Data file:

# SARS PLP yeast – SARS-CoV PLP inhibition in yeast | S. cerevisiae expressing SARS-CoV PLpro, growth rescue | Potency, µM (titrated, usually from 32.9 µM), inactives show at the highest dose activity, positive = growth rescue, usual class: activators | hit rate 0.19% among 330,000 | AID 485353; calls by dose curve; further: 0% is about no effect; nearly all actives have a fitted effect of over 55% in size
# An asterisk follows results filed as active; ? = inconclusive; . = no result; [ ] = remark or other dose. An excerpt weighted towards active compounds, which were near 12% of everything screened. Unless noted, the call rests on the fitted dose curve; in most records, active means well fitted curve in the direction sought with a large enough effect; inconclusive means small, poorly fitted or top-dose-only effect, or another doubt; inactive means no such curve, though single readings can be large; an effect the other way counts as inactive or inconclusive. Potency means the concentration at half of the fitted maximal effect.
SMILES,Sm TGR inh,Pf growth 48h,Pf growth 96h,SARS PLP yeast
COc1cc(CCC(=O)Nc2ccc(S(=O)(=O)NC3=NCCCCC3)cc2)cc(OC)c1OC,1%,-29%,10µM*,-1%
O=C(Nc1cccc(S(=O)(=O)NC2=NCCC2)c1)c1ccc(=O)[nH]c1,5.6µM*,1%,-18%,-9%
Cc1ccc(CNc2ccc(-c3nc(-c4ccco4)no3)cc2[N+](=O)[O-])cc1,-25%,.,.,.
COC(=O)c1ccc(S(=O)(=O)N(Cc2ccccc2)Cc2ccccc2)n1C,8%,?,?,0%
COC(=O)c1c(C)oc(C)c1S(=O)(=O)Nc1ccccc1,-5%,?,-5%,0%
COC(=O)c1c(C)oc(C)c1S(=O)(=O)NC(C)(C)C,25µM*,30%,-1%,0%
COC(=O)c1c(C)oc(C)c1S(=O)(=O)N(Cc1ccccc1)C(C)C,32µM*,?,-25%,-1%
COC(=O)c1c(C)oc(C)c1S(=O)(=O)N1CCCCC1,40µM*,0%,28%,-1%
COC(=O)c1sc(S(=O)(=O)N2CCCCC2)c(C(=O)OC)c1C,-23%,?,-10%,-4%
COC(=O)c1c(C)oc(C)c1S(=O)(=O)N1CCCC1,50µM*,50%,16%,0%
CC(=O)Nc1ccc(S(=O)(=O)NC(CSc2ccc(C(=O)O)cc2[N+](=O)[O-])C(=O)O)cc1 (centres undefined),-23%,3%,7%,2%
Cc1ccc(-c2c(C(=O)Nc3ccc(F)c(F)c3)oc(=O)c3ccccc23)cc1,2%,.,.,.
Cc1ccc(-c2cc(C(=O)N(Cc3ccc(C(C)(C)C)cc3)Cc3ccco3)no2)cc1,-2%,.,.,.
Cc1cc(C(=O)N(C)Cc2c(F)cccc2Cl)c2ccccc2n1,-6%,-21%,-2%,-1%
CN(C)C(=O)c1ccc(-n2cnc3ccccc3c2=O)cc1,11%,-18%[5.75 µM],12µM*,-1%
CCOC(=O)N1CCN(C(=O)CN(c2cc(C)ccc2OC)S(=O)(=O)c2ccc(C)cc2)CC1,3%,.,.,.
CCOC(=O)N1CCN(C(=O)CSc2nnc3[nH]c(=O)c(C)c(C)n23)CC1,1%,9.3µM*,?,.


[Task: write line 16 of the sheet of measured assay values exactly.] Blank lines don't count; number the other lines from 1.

Cc1ccc(-c2cc(C(=O)N(Cc3ccc(C(C)(C)C)cc3)Cc3ccco3)no2)cc1,-2%,.,.,.